Now, tell me if this feels fair to you.
When the PlayStation Network was taken down over the holidays, Sony ended up giving out a free five day PS Plus extension to everyone affected, as well as a 10% off discount for any PS Store purchase made between January 23rd, and January 26th. That’s a three day window to take advantage of this one time discount.
On the other side of the gaming fence, we have the Xbox One. If you’re like me, you probably ended up buying the Halo Master Chief Collection. This is Orange Box level value for Halo fans, so you’d be absolutely silly to not want to pick this game up.
However, this game had similar problems to Driveclub at launch, with the online component virtually inaccessible by the majority of gamers. I myself never ran into any matchmaking problems, though clearly thousands of other gamers did.
So, what does Microsoft do to apologize for the week or so of broken multiplayer? Well, they basically gave every single gamer affected a free month of Xbox Live.
Now, tell me; does the Sony offer still seem fair? I mean, Microsoft gave away a full month of service, all because a single game had some launch issues. Did Sony do the same thing when Driveclub had issues?
No, they didn’t. And that’s the problem.
Sony is currently in the position where they don’t have to have an overwhelmingly positive public image, and can get away with offering lacklustre services, given their current lead over the competition. Quite simply Sony is getting lazy. They have no reason to spend unnecessary resources on fantastic services, as people continue to purchase and use their platform. All they need to do is ensure that their service remains mediocre; good enough, but not great.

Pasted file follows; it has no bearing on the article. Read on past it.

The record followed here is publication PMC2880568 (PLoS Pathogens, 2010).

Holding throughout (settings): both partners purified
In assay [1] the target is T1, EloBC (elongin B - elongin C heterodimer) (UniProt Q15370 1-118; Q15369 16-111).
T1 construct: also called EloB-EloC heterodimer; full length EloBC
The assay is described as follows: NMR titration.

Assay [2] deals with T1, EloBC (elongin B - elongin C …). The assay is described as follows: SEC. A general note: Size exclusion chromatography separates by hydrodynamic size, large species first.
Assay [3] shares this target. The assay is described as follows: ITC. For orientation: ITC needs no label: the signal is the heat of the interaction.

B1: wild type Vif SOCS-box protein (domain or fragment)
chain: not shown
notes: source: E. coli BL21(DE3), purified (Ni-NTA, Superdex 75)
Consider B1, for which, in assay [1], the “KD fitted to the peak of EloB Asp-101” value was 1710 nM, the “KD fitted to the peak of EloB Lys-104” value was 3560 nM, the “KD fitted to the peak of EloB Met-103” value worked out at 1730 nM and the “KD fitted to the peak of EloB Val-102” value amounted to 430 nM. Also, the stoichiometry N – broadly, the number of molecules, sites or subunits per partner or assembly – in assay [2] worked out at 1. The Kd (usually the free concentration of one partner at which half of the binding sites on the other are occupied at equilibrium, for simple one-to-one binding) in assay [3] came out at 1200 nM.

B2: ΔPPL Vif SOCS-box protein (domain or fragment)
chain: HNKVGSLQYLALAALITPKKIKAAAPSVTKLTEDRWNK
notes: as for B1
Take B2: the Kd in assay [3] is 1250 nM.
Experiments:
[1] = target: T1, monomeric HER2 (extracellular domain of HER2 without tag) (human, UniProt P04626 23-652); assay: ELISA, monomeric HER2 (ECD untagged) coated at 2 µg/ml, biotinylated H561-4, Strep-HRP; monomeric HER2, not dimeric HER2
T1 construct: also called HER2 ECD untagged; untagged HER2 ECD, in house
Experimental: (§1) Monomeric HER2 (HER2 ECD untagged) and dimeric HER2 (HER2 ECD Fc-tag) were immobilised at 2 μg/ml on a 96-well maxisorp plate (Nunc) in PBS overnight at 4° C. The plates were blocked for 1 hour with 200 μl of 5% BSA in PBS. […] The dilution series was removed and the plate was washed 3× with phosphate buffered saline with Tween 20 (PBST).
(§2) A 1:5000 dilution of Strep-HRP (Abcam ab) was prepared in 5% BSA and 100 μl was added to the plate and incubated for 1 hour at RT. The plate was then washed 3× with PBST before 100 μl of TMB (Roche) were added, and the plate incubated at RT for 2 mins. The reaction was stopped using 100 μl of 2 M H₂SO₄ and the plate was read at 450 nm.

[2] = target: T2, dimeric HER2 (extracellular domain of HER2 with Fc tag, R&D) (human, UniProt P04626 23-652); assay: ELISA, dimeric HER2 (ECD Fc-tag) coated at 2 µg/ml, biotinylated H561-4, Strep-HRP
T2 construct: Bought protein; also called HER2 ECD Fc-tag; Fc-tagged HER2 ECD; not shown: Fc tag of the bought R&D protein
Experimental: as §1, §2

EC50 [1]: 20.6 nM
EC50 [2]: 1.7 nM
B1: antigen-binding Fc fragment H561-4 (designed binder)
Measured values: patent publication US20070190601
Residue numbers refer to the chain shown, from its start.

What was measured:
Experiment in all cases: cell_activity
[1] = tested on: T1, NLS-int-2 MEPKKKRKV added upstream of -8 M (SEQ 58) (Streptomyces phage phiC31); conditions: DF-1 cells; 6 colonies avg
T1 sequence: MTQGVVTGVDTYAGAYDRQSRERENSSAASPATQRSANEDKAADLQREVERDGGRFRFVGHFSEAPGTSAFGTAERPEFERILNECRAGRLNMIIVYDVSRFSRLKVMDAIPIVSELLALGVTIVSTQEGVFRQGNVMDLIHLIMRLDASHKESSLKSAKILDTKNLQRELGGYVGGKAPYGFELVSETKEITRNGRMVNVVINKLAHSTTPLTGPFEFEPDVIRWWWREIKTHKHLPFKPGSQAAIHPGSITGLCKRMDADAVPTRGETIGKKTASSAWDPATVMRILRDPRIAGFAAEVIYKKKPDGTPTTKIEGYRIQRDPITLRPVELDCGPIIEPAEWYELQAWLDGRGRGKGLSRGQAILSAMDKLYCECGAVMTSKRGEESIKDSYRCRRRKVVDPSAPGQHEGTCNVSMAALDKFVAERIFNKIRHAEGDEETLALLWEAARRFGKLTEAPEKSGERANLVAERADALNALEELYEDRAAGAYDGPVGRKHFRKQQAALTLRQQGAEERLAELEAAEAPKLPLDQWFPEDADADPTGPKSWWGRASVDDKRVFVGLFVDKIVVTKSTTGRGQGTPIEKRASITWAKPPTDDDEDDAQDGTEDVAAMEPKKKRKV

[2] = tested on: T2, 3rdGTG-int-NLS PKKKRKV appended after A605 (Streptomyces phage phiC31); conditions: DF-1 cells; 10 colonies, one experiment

Microsoft, on the other hand, started off this generation in a negative light, and therefore needed to work extra hard to ensure that their customers are happy. So far, they’re doing a fantastic job at this. Microsoft currently has a ‘for the people’ vibe, while Sony no longer feels like a warm and welcoming company. They actually feel quite distant, robotic, and cold.
Because of all this, the PlayStation 4 is losing this generation war, at least in my mind. I have every expectation that the Xbox One will catch up and surpass the PlayStation 4 within the next two years, both in sales and public opinion. Microsoft is doing everything right, while Sony is riding their early momentum.
Now, where does that leave Nintendo? Honestly, I have no fucking idea. They’re doing their own little thing in the corner. But there’s nothing wrong with that. I actually love my Wii U more so than the Xbox One and PlayStation 4. Yet, I have trouble envisioning a future where Nintendo is on top.
This actually irritates me a bit. The PlayStation 4 is a massive step back when it comes to evolving the game industry, and yet it sits at the number one spot. The Wii U has the most potential as a video game device, with the Xbox One falling somewhere between the Wii U and the PlayStation 4. Yet, it’s the console that changes nothing which is on top.
Anyway, that’s all for now. I wrote this whole article on my phone, and now my hand is cramping up. Seriously, how I managed to write a full article with 611 words is beyond me, and I did it all on a tiny Nexus 5. That’s a five inch screen with a virtual keyboard with keys roughly the size of a grain of rice. Well, okay; they’re slightly larger than that, but only slightly.
Anyway, peace out!